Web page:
Ralphís Manuscript - Page 6

Published Manuscript

We are entertaining the idea of publishing a first edition of Ralph's manuscript in book form.  This would be a hard bound limited print first edition with the complete manuscript (around 100 pages) and pictures.  At this time we are trying to gauge interest.  If you think you would be interested in a copy of this book, should we publish it,   Draft pages will be posted here so you can get an idea of what it contains.


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Posted - May 3, 2004

When I got to Reno five days later, a room had been reserved for me on the 9th floor, down the hall from the Millers, and around the corner from Paulaís suite. The flurry of excitement, and the hustle and bustle attendant upon the beginning of any movie on location permeated the hotel. When I reached Paula, she asked me in for a glass of tea. "Trouble is already raising its ugly head. Iím so glad youíre here. Marilyn will need all the help she can get. Iíll tell her youíre here, and Iím sure youíll be hearing from her." That afternoon I met May Reis in person, and found her to be a bright, articulate, charming woman; and that we had many theatre friends in common. That afternoon began a friendship that has endured to this day, but which may end if this ever sees the light of day. She is the most private person Iíve ever known, and may not like my writing this account of my relationship with Marilyn. But I have no intention of discussing any of her confidential comments, nor of her relationship with Marilyn. The same goes with DiMaggio. Except the few times I met him with her; May and some of the comments Marilyn made, and incidents which show the deep regard and love she had for him.

The tapes I made through those months have no organization to them. I did not follow Maggieís advice and talk into the machine every night before going to bed. Early on, I barely got ready for bed, before a call would come for a second massage, a partial massage, such as rubbing her back, and then her feet until she fell asleep. Then, the first thing in the morning, while she was sipping tea and then while Whitey was doing her make-up and Agnes the wig, and Paula going over the lines with her. But, for better or worse, and whether the continuity is exact, I will try to give an inkling of some of the MISFITS days.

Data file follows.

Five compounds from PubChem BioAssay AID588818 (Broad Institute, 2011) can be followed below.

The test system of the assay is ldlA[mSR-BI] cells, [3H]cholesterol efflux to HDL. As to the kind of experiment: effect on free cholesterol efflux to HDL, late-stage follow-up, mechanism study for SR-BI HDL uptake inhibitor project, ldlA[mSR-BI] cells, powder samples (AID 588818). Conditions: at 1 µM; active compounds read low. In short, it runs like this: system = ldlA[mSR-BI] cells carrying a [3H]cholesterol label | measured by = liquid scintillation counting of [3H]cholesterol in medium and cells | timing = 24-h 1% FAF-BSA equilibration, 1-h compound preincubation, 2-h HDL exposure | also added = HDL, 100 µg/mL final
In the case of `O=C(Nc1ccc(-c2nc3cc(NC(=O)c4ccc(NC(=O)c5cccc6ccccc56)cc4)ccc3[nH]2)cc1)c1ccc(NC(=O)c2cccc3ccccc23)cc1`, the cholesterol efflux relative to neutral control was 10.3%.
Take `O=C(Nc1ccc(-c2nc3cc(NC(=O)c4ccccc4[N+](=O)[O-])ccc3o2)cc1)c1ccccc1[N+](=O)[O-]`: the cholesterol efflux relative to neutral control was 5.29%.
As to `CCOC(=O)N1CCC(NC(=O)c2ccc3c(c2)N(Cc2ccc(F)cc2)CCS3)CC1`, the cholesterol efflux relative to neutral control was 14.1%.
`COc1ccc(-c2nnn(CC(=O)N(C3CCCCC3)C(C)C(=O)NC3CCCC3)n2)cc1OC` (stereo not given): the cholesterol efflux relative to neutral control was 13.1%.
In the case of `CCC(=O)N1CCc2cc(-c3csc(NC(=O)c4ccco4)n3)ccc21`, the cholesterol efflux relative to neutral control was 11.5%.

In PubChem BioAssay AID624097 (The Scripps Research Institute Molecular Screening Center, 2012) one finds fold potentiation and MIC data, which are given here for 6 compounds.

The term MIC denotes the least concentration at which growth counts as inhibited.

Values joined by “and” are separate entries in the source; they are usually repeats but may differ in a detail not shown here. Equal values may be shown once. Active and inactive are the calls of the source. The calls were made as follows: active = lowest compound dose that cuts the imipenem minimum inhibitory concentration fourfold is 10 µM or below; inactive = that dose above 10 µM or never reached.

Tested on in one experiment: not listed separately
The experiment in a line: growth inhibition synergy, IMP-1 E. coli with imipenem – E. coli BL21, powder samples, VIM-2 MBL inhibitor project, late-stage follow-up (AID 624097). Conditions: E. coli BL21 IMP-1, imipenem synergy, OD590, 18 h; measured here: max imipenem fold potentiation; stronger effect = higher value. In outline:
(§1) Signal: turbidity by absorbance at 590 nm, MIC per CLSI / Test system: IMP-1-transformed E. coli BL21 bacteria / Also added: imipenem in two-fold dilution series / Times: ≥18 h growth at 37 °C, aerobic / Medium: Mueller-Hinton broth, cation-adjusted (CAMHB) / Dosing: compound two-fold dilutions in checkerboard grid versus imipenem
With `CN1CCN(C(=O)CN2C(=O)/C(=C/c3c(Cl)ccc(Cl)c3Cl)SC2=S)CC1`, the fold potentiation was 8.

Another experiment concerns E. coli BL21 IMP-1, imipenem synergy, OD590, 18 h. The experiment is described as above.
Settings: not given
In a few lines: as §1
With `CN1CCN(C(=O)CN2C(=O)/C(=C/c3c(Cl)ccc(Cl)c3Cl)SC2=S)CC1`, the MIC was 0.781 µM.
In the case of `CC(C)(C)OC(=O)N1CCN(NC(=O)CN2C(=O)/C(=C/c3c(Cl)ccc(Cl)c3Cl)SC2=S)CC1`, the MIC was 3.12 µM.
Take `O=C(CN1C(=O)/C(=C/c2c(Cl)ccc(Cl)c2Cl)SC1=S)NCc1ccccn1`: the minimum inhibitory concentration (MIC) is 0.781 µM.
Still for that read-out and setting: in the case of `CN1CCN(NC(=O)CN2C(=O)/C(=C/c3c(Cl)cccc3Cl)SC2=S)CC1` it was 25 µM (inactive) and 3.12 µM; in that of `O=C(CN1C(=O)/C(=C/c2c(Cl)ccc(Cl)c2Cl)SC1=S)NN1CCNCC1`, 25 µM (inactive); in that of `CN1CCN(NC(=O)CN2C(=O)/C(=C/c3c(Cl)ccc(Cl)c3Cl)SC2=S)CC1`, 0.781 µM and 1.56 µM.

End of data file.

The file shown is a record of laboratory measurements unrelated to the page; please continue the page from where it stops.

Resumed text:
The party given for the company Ė I think it was a combination "opening night" and celebration for Gableís birthday. Huston seemed to be the master of ceremonies. The Gables and the Millers were at the table with Huston. Paula and I went together, and she was annoyed at not being included in that table. Several times I saw Marilyn looking around and finally she saw Paula, and threw a kiss to us.

The first scene I saw being shot, was of Kevin McCarthy coming down the steps of the courthouse, and meeting Marilyn on the sidewalk outside. During a break, she called me over to introduce me to him, and to Huston. Kevin and I had known each other for some years, but it was the first time I met Huston. That night, "Iíve known Kevin and Joan ever since I married Arthur. They were part of his life. Some of the most pleasant social times in New York were dinners with them, and Nancy Walker and Monty Clift and Maureen." "I guess you must know Monty too." "Yes, not well. I studied with Myra Rosofsky Ė his coach, and met him through her." "Oh, I want to hear about her sometime. And Iíll tell you about a coach I used to have, Natasha Lytess. But, Monty is very nervous about this picture. I donít know how he feels about massage, but would you mind helping him, should he want?" "See you tomorrow."

The first Sunday we had off, May Reis, Dorothy Blass and I decided to got to Virginia City to explore the town. On our way there, May said what a wonderful day and place to have a picnic. We asked someone on the main street of Virginia City if there was a place where we could get the makings for a picnic. A guardian angel was over us because he told us about a restaurant on the edge of town called "The Country Inn." We went there, and asked the lady who ran it, Edith Palmer, about a picnic lunch to take out. She said, "of course, but you couldnít find a better picnic ground than her garden. I could also make a pitcher of martinis, ice tea, coffee, whatever?" Outside of the fact that it turned out to be one of the most delicious meals Iíve ever had, because we loved it so; each of us told Marilyn, and for the next few months it became a haven for her. For much of the time, it was halfway between location and Reno, the food and the ambiance was absolutely fantastic. Edith Palmer was one of the greatest in the world. And we could all meet in our various vehicles to relax from the dayís work.

 

*The Hotel Mapes has since been torn down, unfortunately.  Details 

Mapes Envelope Art, Rupert Allan Return Address

Manuscript property of the estate of Ralph L. Roberts. Do not copy without permission.